News » Whistler

Size restriction bylaw draws crowd

Supporters want to protect unique village experience; detractors want London Drugs in town

by

comment

In the eight years he has lived in Whistler, semi-retired project manager Bob Cessford has never been to a public open house.

But he felt compelled to go to one on Monday to "strongly oppose" council’s plans to limit the size of any new village businesses to 5,000 square feet.

He was not alone. In a rare show of public force, 57 people signed in at the open house. More attended but neglected to sign in.

"This is an issue that really just rings my bell for some reason," said Cessford, as he filled out his comment form. "If council believes in affordability and sustainability, as they tell us they do, they won’t pass this bylaw amendment."

The retail size bylaw would limit the size of any new stores in the village to 5,000 square feet, or roughly the size of The Grocery Store, while "grandfathering" or allowing the seven existing stores over that size to continue business as normal.

But ever since municipal staff introduced the bylaw last month, it has become inextricably linked in many people’s minds with plans from London Drugs to put a 17,000 square foot store in the village. Ultimately, it has boiled down to a question of affordability in the resort.

Cessford, like others at the open house, sees the size bylaw as an attempt to thwart efforts to bring London Drugs to Whistler.

But that’s not what this is really about said local coffee storeowner Chris Quinlan, who explained that London Drugs must go through a separate rezoning process irrespective of the retail size bylaw.

"This issue has been inappropriately married with the application for London Drugs," said Quinlan has he filled out a comment form in support of the proposed bylaw.

"The message we’re sending (with this size bylaw) is that Whistler is a unique mountain resort experience… You can fit in and if you don’t fit, then there’s no need to have a discussion."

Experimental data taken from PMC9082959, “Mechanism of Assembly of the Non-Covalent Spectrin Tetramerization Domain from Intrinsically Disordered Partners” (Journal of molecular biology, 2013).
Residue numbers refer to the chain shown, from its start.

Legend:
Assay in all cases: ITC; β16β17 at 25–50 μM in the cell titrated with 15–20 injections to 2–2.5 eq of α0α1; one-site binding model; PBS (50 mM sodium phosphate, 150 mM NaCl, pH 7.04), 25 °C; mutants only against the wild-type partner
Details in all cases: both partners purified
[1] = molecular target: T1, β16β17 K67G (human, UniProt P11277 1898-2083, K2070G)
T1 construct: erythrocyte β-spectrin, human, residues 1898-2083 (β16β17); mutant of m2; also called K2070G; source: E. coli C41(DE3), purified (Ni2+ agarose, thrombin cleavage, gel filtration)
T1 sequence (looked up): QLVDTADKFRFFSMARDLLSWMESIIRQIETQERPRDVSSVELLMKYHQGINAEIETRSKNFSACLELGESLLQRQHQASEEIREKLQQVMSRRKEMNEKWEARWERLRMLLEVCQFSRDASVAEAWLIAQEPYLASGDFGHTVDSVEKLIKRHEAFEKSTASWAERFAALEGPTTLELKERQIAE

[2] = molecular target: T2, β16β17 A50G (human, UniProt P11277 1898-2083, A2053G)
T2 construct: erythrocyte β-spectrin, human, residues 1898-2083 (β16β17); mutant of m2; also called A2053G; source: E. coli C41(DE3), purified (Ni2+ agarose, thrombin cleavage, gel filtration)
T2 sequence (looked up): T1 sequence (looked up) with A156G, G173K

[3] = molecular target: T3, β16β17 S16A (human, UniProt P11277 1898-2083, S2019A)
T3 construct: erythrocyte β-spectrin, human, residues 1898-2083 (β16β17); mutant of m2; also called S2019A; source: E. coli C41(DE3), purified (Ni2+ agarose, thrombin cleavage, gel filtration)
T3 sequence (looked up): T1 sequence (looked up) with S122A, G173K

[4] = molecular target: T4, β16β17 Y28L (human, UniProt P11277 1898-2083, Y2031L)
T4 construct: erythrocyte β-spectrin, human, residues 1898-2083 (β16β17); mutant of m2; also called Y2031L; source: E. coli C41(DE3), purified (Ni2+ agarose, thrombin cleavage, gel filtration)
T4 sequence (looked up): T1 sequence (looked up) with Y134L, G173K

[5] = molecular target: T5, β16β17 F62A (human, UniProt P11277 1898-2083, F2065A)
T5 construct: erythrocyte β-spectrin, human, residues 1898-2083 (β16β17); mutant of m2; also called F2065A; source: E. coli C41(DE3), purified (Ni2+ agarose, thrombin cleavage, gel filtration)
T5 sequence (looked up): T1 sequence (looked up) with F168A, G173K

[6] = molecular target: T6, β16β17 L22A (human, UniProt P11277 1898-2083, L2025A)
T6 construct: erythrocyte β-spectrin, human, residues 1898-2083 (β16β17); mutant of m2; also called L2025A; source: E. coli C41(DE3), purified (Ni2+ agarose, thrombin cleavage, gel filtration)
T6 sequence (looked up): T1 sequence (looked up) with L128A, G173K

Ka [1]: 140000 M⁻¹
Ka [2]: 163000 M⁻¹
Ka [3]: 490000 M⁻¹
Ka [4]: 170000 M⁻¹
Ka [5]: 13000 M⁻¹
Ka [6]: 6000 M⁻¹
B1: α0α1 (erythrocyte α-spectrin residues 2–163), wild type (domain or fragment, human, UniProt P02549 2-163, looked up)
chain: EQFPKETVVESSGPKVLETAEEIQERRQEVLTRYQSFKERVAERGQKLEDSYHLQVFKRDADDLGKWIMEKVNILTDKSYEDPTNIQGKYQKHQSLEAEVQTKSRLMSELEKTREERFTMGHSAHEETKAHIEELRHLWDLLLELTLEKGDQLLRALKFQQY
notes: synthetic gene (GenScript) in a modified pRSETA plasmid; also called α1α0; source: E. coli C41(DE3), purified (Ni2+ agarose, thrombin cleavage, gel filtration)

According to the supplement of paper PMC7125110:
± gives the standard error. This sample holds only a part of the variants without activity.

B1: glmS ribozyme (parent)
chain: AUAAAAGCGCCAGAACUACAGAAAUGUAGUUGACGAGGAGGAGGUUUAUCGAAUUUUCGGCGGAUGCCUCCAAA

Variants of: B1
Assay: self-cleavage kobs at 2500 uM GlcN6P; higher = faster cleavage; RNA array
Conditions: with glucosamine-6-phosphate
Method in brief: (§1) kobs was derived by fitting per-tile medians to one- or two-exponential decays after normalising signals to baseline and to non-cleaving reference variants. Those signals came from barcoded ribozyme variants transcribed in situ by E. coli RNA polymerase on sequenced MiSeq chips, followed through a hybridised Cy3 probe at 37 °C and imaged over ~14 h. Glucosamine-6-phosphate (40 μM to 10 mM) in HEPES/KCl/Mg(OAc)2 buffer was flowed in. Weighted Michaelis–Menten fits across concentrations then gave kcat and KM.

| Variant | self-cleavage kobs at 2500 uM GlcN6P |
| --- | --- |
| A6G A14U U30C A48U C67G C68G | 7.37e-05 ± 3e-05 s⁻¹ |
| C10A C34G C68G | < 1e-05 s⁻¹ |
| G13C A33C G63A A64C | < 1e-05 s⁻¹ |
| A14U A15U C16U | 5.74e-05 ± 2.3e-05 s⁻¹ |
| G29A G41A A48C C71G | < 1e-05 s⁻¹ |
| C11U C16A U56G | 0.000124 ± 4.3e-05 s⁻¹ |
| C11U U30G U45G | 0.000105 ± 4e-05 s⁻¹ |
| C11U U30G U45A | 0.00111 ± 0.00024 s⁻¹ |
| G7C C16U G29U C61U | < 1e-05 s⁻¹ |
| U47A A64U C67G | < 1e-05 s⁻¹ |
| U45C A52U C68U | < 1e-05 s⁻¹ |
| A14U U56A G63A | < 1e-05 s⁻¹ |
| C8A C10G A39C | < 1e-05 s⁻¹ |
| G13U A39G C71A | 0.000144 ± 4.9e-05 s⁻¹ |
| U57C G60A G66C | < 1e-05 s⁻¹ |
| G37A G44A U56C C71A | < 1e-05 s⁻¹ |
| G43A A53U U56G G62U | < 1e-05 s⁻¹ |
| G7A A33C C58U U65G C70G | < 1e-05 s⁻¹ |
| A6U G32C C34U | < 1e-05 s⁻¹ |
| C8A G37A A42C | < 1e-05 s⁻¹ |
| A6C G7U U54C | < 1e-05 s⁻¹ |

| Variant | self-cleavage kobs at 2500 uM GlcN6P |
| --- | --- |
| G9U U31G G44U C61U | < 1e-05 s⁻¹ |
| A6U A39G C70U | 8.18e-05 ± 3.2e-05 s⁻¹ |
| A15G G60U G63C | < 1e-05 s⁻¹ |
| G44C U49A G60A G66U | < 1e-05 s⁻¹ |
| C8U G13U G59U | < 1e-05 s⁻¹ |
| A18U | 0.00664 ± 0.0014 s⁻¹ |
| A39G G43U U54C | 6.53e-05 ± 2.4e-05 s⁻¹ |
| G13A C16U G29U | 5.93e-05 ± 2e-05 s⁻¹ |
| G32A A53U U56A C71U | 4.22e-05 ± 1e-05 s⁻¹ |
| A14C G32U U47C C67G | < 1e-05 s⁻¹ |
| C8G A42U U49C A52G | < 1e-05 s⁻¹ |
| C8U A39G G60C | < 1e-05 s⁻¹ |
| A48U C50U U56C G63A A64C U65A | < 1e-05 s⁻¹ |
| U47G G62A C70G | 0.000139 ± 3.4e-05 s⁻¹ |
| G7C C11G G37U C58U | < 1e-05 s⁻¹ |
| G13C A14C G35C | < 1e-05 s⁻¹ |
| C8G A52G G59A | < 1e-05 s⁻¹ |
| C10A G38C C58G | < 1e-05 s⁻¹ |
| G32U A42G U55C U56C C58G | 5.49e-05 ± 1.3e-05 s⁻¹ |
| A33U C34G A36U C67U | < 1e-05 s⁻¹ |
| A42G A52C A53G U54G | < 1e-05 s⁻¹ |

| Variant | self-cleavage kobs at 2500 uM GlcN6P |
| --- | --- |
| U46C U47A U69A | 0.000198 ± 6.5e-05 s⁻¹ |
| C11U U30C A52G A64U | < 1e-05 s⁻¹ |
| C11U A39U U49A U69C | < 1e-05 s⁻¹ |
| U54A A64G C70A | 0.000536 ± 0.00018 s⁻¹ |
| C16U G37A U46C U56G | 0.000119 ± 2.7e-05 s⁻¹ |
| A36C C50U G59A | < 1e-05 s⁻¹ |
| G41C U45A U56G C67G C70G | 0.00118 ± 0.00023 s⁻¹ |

Local businessman Bob Lorriman, former owner of Gone Bakery, echoed those comments, saying this bylaw is consistent with the work council has done to date. He points to retail restrictions in other places such as Granville Island, which promote small entrepreneurs and discourage formula stores or big box retail.

Canmore, Alberta, also has a similar restriction in the Bow Valley Trail district, which is the retail area aimed at tourists.

"This bylaw to me is black and white," said Lorriman. "It’s very consistent with all of the work we’ve done so far.

"It’s about the unique experience in the village and the vitality and energy we want to keep in the village."

If council passes the retail bylaw it won’t immediately put an end to London Drugs’ plans. But it will send a clear message – big box stores are not welcome in the village.

That’s got residents thinking about affordability, and whether or not they want a London Drugs in town.

Like Cessford, three-year Whistler resident Chris Hancock is against the retail size restriction bylaw.

Hancock and his wife bought a house here two years ago. Still, they travel to the city twice a month to do their shopping for staples. That would change if London Drugs was in Whistler.

"It’s about our chance of sustainability, our chance of having a family in this town," said Hancock.

He would prefer council put this decision to a community vote.

Lorriman said this passing this bylaw does not mean London Drugs cannot come to town. London Drugs has a separate rezoning process whereby council must decide whether or not to rezone a large underground space, zoned for indoor recreation, to commercial space.

"I’m not saying yea or nay to London Drugs," said Lorriman.

But he pointed to a passage in the Whistler Village Enhancement Strategy, which was developed by municipal staff and adopted by council in November 2001.

Among all the goals and objectives in that document, Lorriman highlighted one passage which states:

"Whistler Village is essentially a single product, where the actions or physical condition of any single constituent can significantly affect the overall experience and mutual success of all the constituents."

In other words, one store, particularly a large store, can have tremendous ramifications on the health and viability of other businesses.

Council will consider the comments from the public open house before moving the retail size bylaw forward.

Add a comment